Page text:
Even The PM Is Upset About Optus World Cup Streaming Dramas
"Thank you Optus Sport. You have ruined my 2018 World Cup experience"
Prime Minister Malcolm Turnbull has waded into the the debate over Optus' streaming coverage of the FIFA World Cup, with thousands of Australians left frustrated by interrupted service.
Optus streams dropped in and out during the opening matches last weekend. Football fans nationwide reported their streams freezing, failing to buffer, or being totally inaccessible at all.
SBS is to broadcast all World Cup games for the next 48 hours, as Optus works to fix their coverage. Optus CEO Allen Lew told a media conference call on Monday there were a "range of issues" that led to the streaming issues, and that the company believed they had fixed the issues. However, Lew said it was "only appropriate we offer customers a failsafe backup" in case of further issues.
Optus CEO Allan Lew apologised "unreservedly" to fans on Sunday night, saying the telco had been working hard to fix the issues.
But that didn't save him a phone call from the top, with Turnbull weighing in an personally contacting Lew for answers.
"I had a call with Allen Lew with Optus to seek his assurance that the failures in the streaming service has been rectified," Turnbull told a press conference on Monday.
But that wasn't the last of it! During Question Time, the PM faced two separate questions from Labor on the streaming troubles.
The Labor opposition used the situation as an attack on government changes to SBS, framing the streaming issues as being forced by cuts to SBS budgets.
"[Lew] acknowledges they have had some real problems with streaming from the Optus platform. He believes he can fix it and it will be fixed tonight and obviously Australian soccer fans will be expecting Optus to deliver in that regard. Thank you for asking a question. But go the Socceroos," Turnbull said in response to a question from Labor's Stephen Jones.
In contrast to previous World Cup tournaments, where public broadcaster SBS had the rights to show every game, 2018 coverage has been split between SBS and the Optus Sports app, which costs $14.99 per month.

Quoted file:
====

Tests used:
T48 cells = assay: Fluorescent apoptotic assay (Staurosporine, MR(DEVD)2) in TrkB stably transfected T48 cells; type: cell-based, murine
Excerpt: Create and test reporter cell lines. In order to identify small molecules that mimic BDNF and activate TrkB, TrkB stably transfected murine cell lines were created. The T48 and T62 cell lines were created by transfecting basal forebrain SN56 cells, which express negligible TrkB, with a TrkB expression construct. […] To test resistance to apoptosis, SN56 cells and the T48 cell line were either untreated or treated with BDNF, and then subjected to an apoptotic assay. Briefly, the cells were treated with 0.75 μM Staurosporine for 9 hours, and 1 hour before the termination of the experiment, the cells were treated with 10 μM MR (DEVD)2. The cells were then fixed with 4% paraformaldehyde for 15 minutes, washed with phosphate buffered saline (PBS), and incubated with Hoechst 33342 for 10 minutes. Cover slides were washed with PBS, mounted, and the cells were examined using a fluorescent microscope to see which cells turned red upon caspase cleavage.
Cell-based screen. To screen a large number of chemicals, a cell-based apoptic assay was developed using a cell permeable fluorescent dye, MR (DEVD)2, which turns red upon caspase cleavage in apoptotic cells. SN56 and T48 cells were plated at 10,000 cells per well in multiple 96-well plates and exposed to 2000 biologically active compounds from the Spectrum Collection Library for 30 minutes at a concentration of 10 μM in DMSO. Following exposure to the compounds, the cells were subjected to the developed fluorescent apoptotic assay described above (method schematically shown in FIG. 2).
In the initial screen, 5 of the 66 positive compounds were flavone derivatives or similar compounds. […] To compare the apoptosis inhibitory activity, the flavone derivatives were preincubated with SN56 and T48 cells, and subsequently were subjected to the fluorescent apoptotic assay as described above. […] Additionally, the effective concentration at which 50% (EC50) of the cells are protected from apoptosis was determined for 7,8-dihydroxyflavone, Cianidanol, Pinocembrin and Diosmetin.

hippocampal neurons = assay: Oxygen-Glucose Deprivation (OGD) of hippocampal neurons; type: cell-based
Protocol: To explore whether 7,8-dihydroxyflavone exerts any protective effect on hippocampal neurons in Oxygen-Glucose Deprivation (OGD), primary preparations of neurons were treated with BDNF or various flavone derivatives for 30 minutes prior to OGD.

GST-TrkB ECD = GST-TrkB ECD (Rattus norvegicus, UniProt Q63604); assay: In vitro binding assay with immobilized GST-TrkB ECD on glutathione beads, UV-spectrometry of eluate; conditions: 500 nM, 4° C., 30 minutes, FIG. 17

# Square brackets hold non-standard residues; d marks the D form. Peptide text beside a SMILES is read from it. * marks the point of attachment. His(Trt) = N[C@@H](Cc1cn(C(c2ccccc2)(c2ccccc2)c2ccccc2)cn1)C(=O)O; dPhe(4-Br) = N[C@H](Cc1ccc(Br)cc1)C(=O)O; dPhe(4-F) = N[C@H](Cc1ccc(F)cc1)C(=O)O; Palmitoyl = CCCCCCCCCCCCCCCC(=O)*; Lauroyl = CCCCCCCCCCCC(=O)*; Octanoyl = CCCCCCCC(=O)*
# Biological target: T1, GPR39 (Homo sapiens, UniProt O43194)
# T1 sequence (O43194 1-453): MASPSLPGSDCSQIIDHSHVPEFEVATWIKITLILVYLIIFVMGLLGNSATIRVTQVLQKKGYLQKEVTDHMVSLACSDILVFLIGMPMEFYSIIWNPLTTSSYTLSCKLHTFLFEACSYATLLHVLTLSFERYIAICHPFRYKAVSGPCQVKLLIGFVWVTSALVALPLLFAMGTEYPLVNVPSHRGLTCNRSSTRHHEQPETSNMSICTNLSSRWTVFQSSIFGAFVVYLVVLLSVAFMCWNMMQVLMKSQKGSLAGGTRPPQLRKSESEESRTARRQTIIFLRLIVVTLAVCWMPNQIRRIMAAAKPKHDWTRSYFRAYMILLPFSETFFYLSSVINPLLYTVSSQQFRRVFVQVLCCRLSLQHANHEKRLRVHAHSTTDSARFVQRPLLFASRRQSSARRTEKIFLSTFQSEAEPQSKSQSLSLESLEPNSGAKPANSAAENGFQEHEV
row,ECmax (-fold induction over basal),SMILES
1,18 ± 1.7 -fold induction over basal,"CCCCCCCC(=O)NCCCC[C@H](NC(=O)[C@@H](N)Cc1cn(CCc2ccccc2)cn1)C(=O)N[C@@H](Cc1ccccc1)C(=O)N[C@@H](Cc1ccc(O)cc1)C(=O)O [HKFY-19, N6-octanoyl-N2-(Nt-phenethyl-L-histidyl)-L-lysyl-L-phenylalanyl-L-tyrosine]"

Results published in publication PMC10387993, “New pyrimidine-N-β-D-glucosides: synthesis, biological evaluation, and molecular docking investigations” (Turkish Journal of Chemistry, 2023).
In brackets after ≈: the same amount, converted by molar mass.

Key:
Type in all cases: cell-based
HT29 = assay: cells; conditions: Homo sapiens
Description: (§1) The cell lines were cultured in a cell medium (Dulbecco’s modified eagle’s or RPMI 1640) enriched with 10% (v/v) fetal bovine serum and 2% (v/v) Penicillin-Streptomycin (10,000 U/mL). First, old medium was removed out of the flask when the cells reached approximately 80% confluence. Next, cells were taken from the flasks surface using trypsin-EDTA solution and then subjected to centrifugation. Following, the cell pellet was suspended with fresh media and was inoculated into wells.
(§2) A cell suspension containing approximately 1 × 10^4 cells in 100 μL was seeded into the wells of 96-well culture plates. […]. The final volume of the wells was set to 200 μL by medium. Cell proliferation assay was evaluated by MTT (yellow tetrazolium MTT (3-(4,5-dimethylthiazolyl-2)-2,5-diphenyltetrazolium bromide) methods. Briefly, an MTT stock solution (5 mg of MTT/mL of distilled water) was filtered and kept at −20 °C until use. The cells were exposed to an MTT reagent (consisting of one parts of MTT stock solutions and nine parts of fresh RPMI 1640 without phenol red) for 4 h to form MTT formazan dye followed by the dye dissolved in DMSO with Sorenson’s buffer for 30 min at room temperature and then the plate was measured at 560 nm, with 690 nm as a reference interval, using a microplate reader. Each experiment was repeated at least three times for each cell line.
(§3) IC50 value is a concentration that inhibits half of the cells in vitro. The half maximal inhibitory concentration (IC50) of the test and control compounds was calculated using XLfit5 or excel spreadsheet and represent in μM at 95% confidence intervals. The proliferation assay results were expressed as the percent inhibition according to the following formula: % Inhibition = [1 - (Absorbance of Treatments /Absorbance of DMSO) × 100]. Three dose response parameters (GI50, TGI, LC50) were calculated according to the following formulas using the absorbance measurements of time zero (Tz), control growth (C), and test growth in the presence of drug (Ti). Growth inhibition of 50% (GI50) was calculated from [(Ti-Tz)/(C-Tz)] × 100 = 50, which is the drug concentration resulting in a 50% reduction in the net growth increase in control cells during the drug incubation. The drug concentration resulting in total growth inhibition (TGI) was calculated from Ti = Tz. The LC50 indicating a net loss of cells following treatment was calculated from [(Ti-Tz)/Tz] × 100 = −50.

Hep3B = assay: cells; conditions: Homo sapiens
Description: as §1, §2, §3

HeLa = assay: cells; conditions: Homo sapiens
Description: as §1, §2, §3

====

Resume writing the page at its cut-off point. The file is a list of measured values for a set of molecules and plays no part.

The Optus Facebook pages has been flooded with angry comments.
"The same problem is happening again. Come on, how can you allow this to be the product? You are ruining the World Cup," wrote one user.
Another said: "Thank you Optus Sport. You have ruined my 2018 World Cup experience."
In a statement to The Guardian, Optus blamed its initial trouble with broadcasting the most popular sporting event on Earth on "an extremely high number of viewers logging into our platforms just before kick-off causing some systems to overload."
SBS managing director Michael Ebeid blamed the 2018 deal, sharing coverage between the broadcaster and Optus, had come directly due to cuts to the channel's funding.
“At the same time as our costs for the World Cup are going up our revenues have been going down," he told radio network SEN.
“Had we not had to look at our budgets we probably would have retained it like we were planning to when we bought it."
Labor leader Bill Shorten asked the PM whether he would apologise to football fans, considering Ebeid's earlier comments that the streaming arrangement was linked to SBS budget cuts.
Paul Fletcher, Former Parliamentary Secretary to the Minister for Communications, defended the government, saying SBS received $280 million a year in public funding.
"How SBS decides to use this funding is a matter for the board and management of SBS," he said, pointing out that SBS had secured rights to show English Premier League football as part of its deal with Optus.
"In other words, board and management of SBS made a commercial decision. On this side of the house, we believe they are best placed to make those decisions."